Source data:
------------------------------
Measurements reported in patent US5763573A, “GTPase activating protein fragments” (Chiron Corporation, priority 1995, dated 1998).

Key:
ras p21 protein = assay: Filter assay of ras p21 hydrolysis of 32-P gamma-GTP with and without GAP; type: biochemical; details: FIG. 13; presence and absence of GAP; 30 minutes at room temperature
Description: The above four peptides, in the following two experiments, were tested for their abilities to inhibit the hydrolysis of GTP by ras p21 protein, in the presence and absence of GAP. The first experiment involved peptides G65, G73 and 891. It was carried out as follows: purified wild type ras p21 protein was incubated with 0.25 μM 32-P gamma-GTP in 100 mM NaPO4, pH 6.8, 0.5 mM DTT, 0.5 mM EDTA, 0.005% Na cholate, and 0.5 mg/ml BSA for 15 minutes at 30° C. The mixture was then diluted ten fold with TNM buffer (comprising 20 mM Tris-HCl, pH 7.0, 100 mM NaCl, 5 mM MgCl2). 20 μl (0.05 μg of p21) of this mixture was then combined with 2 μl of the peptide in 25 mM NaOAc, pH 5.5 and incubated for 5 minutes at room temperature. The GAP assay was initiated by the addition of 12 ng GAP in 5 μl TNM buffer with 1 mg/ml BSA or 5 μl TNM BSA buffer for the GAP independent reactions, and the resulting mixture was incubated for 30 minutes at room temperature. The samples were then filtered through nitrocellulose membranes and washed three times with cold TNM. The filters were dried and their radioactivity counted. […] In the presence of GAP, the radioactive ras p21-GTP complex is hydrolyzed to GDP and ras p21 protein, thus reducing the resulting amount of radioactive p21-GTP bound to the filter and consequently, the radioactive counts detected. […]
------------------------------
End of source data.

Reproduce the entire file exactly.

Measurements reported in patent US5763573A, “GTPase activating protein fragments” (Chiron Corporation, priority 1995, dated 1998).

Key:
ras p21 protein = assay: Filter assay of ras p21 hydrolysis of 32-P gamma-GTP with and without GAP; type: biochemical; details: FIG. 13; presence and absence of GAP; 30 minutes at room temperature
Description: The above four peptides, in the following two experiments, were tested for their abilities to inhibit the hydrolysis of GTP by ras p21 protein, in the presence and absence of GAP. The first experiment involved peptides G65, G73 and 891. It was carried out as follows: purified wild type ras p21 protein was incubated with 0.25 μM 32-P gamma-GTP in 100 mM NaPO4, pH 6.8, 0.5 mM DTT, 0.5 mM EDTA, 0.005% Na cholate, and 0.5 mg/ml BSA for 15 minutes at 30° C. The mixture was then diluted ten fold with TNM buffer (comprising 20 mM Tris-HCl, pH 7.0, 100 mM NaCl, 5 mM MgCl2). 20 μl (0.05 μg of p21) of this mixture was then combined with 2 μl of the peptide in 25 mM NaOAc, pH 5.5 and incubated for 5 minutes at room temperature. The GAP assay was initiated by the addition of 12 ng GAP in 5 μl TNM buffer with 1 mg/ml BSA or 5 μl TNM BSA buffer for the GAP independent reactions, and the resulting mixture was incubated for 30 minutes at room temperature. The samples were then filtered through nitrocellulose membranes and washed three times with cold TNM. The filters were dried and their radioactivity counted. […] In the presence of GAP, the radioactive ras p21-GTP complex is hydrolyzed to GDP and ras p21 protein, thus reducing the resulting amount of radioactive p21-GTP bound to the filter and consequently, the radioactive counts detected. […]